Capecitabine is approved for the treatment of advanced breast cancer, but not for adjuvant treatment of early breast cancer. The randomised FinXX trial evaluated the addition of capecitabine to an adjuvant chemotherapy regimen consisting of docetaxel, followed by cyclophosphamide, epirubicin, and fluorouracil. After a median follow-up of 15 years, the capecitabine-containing regimen significantly improved overall survival compared with docetaxel-cyclophosphamide and epirubicin plus fluorouracil.
Adjuvant chemotherapy improves overall survival (OS) of patients with early breast cancer, but the benefit depends on the type and intensity of chemotherapy. Capecitabine is an oral prodrug of fluorouracil, approved for the treatment of advanced breast cancer but not for the (neo)adjuvant treatment of early breast cancer. Recent findings indicate that the addition of capecitabine to standard adjuvant chemotherapy prolongs disease-free survival. In preclinical models, agents such as docetaxel, paclitaxel, and cyclophosphamide increase cancer thymidine phosphorylase concentration. This potentially leads to improved conversion of capecitabine to fluorouracil within the tumour, suggesting that concomitant administration of capecitabine with such drugs improves efficacy compared with single-agent capecitabine. The randomised FinXX trial evaluated the addition of capecitabine (X) to an adjuvant chemotherapy regimen consisting of docetaxel (T), followed by cyclophosphamide (C), epirubicin (E), and fluorouracil (F).
The Finland Capecitabine Trial (FinXX) is a randomised, open-label, multicentre trial that evaluates the integration of capecitabine to an adjuvant chemotherapy regimen containing a taxane and an anthracycline for the treatment of early breast cancer. Eligible patients had to be adults with invasive breast cancer, had a WHO performance status < 2 and a time interval between breast surgery and the date of random assignment ≤ 12 weeks. The axillary lymph nodes were required to contain cancer (pN-positive), or when cancer was node-negative (pN0), the tumour diameter had to be ≥ 20 mm and cancer progesterone receptor (PR) expression-negative. No distant metastases were allowed in the staging examinations. The patients were randomly allocated (1:1) to either TX-CEX, consisting of three cycles of docetaxel (T) plus capecitabine (X) followed by three cycles of cyclophosphamide, epirubicin and capecitabine (CEX), or to T-CEF, consisting of three cycles of docetaxel followed by three cycles of cyclophosphamide, epirubicin, and fluorouracil (CEF).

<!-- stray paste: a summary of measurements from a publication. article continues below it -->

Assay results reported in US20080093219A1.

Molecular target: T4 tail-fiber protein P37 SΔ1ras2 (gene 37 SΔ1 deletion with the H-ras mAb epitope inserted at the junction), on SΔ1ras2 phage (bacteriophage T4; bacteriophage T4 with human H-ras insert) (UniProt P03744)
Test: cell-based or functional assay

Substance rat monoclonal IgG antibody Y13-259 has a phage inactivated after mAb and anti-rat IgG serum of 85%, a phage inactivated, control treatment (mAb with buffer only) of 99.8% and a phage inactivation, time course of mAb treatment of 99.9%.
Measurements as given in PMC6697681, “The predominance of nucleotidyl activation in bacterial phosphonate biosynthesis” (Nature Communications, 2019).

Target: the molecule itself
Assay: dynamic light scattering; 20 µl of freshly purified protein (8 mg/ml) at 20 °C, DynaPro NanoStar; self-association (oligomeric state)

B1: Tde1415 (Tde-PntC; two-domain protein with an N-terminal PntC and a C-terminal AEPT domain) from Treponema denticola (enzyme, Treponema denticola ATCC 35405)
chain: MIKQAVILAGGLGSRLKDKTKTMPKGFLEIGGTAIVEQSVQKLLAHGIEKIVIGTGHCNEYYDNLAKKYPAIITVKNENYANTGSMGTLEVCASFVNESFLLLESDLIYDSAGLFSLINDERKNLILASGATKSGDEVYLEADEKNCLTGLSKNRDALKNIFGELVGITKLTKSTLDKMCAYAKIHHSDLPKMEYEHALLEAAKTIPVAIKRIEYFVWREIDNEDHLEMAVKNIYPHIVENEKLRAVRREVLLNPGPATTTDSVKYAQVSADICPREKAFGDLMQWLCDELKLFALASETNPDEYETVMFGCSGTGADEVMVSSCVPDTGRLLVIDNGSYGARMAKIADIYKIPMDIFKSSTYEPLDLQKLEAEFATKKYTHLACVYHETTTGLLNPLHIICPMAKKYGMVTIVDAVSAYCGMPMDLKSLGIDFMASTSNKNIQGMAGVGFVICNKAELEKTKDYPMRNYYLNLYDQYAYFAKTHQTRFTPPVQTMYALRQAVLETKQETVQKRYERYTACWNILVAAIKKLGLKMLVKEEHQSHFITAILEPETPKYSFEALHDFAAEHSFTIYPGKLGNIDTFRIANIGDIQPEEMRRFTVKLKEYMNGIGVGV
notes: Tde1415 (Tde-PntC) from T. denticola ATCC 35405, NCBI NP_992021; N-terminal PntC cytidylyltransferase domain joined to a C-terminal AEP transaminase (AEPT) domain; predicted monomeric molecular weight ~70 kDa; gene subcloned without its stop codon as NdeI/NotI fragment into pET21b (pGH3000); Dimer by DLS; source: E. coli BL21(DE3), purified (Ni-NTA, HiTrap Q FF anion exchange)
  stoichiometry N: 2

A total of 1,500 patients were accrued between January 2004 and May 2007 and randomly assigned to either the capecitabine arm (TX-CEX) or the control arm (T-CEF). After five patients were excluded from the intention-to-treat population, the TX-CEX and the T-CEF group comprised 751 and 744 patients, respectively. Most patients (76.4%) had ER-positive cancer, and 18.9% had HER-2 positive cancer. The data collection for OS was locked on December 31, 2020. By this date, the median follow-up time of the patients alive was 15.3 years in the TX-CEX group and 15.4 years in the T-CEF group. During this period, 25.1% of the patients died: 171 (22.8%) in the TX-CEX group and 204 (27.4%) in the T-CEF group. OS was significantly longer in the TX-CEX group compared to the T-CEF group (HR[95%CI]: 0.81[0.66-0.99], p= 0.037). The 15-year survival rate was 77.6% in the TX-CEX group and 73.3% in the T-CEF group.
Furthermore, subgroup analyses revealed that patients with ER-negative cancer and those with HER2-negative cancer treated with TX-CEX tended to live longer than those treated with T-CEF. When four subgroups were formed using cancer steroid hormone receptor status (ER-positive and/or PR-positive vs. ER-negative and PR-negative) and HER2 status (positive vs. negative), patients with triple-negative cancer (TNBC) tended to survive longer when treated with TX-CEX, whereas little survival benefit was observed in the three other subgroups. However, no significant interactions were detected between the study treatments and the subgroups.
During a median patient follow-up time of fifteen years, the addition of capecitabine to a chemotherapy regimen that included docetaxel, cyclophosphamide, and epirubicin improved OS in patients with early breast cancer. These results suggest that adjuvant capecitabine-containing chemotherapy could be considered for some patients with early breast cancer. In predefined subgroup analyses, patients with ER-negative cancer, HER2-negative cancer, and TNBC tended to benefit most from capecitabine-containing chemotherapy, but the subgroup analyses need to be interpreted with caution.